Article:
Lunar Office SARL v Warborough Investments Limited (2017)13th January 2017
The High Court of Justice (Chancery Division) gave judgment in the case of Lunar Office SARL v Warborough Investments Limited on Friday 13 January 2017 in the trial of a preliminary issue.
The trial was in relation to the true construction of an alienation covenant (“the Covenant”) in a 99 year commercial lease dated 1980 (“the Lease”), the Court placing weight on the literal meaning of words in the Lease. While the court held that neither side was “obviously right or obviously wrong”, when reading the language used in the Lease, if the parties intended for the Lease to operate in a certain way, they could and should have drafted it with words to that effect.
The facts in Lunar Office SARL v Warborough Investments Limited
This case concerned premises comprising four self-contained shops with offices above. The freehold owner of the premises is Warborough Investments Limited (“the Defendant”) and the long leaseholder tenant (with a 67 year revisionary interest) is Lunar Office SARL (“the Claimant”).
The Lease contained the following Covenant:
“(a) Not at any time during the term hereby granted to assign part only of the demised premises and not at any time during the said term to assign this Lease without the previous consent in writing of the Lessor which consent shall not be unreasonably withheld
(b) Not at any time during the term hereby granted to underlet or part with possession of the whole or any part of the demised premises other than by written underlease which shall not be in respect of less than complete floors or shop units for terms of not less than 10 years and at such rent or rents and upon such terms generally (including provision for the periodic review of rent at five yearly intervals) as shall accord with the principles of good estate management and with the duty (which is hereby imposed specifically upon the Lessee) of managing the demised premises to the best commercial advantage of the parties hereto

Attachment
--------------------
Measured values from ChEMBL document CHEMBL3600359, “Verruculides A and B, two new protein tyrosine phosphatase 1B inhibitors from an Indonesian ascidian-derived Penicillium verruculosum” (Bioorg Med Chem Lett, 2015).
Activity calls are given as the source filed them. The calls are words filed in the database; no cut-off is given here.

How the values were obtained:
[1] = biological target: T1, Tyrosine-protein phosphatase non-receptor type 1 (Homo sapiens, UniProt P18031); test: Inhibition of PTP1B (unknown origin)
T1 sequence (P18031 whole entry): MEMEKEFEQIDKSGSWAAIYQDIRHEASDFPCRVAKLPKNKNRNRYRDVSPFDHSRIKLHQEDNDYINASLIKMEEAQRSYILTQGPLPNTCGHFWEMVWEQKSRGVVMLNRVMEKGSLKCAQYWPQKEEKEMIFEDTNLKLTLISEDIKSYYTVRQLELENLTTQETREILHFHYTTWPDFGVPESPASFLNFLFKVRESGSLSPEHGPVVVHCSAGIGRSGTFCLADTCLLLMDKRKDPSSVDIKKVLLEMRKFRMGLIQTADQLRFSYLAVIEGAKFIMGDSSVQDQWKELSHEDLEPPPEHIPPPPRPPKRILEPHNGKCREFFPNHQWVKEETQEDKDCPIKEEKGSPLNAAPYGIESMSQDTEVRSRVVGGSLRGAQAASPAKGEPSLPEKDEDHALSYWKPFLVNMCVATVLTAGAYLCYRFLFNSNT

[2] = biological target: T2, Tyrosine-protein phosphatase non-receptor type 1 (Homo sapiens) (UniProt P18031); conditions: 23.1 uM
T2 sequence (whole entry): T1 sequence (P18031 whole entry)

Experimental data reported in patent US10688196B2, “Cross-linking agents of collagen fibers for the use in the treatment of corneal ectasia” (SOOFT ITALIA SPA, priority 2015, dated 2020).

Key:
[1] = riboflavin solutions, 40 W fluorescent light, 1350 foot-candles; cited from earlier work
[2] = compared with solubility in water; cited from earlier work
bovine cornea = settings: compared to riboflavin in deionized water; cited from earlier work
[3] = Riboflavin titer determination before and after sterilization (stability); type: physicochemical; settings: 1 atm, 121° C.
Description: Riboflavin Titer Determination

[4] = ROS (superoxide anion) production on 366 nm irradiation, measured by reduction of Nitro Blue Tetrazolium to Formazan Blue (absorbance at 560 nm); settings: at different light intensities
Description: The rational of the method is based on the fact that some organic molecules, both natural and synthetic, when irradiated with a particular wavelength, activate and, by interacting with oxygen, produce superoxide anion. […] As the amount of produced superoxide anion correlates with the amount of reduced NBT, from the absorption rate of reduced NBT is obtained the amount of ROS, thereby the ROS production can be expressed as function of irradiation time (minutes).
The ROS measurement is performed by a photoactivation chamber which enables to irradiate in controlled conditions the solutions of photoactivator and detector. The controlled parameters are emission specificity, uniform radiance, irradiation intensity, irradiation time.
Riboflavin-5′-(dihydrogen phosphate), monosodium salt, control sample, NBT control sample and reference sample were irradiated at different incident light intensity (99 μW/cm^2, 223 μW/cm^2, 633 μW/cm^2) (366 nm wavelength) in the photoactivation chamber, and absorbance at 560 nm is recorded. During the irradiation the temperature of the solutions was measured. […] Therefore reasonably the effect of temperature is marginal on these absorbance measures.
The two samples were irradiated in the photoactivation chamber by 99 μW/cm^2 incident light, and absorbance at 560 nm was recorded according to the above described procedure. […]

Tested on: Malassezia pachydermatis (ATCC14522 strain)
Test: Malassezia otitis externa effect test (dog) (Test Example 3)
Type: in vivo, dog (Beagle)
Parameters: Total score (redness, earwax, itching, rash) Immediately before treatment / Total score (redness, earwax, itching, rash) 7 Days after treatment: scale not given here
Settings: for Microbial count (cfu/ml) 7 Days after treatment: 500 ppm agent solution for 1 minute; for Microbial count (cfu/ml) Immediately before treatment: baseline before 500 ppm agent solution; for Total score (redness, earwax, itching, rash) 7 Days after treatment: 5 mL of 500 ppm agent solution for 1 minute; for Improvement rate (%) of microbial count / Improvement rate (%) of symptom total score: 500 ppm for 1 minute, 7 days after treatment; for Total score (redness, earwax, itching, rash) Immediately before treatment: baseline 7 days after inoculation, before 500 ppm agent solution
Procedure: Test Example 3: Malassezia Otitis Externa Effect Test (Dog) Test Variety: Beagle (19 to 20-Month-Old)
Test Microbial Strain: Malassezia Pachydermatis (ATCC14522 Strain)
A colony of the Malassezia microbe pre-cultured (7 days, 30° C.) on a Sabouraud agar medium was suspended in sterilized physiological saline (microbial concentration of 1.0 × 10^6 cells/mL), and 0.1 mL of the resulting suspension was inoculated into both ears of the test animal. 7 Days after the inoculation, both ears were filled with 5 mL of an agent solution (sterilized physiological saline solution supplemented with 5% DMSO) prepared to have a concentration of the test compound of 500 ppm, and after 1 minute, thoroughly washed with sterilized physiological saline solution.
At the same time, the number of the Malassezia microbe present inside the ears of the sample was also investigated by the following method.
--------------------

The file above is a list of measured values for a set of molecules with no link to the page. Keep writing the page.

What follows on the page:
(c) Not at any time during the said term without the consent in writing of the Lessor first obtained such consent not to be unreasonably withheld to grant an Underlease or Undertenancy of any part of the demised premises except at a rent which shall represent the best rent reasonably obtainable for the premises concerned as between a willing lessor and a willing lessee
(d) Not at any time during the said term on the granting of any such Underlease or Undertenancy take a fine or premium”
On 9 August 2011, the previous tenant under the Lease granted an underlease of part of a floor of the premises to a company called the Turner Agency Limited for a term of ten years (“the Underlease”). It was not disputed that the Underlease was for part of a floor.
The Defendant argued that the Underlease was granted in breach of the Covenant and without the prior knowledge or consent of the Defendant. The Claimant contended the Underlease was granted in accordance with the terms of the Lease.
On 5 February 2016 the Defendant served on the Claimant a notice pursuant to section 146 of the Law of Property Act 1925 (“the Notice”) specifying a breach of paragraph (b) of the Covenant. In response to the Notice, the Claimant commenced the proceedings for declaratory relief as to the proper construction of the Covenant.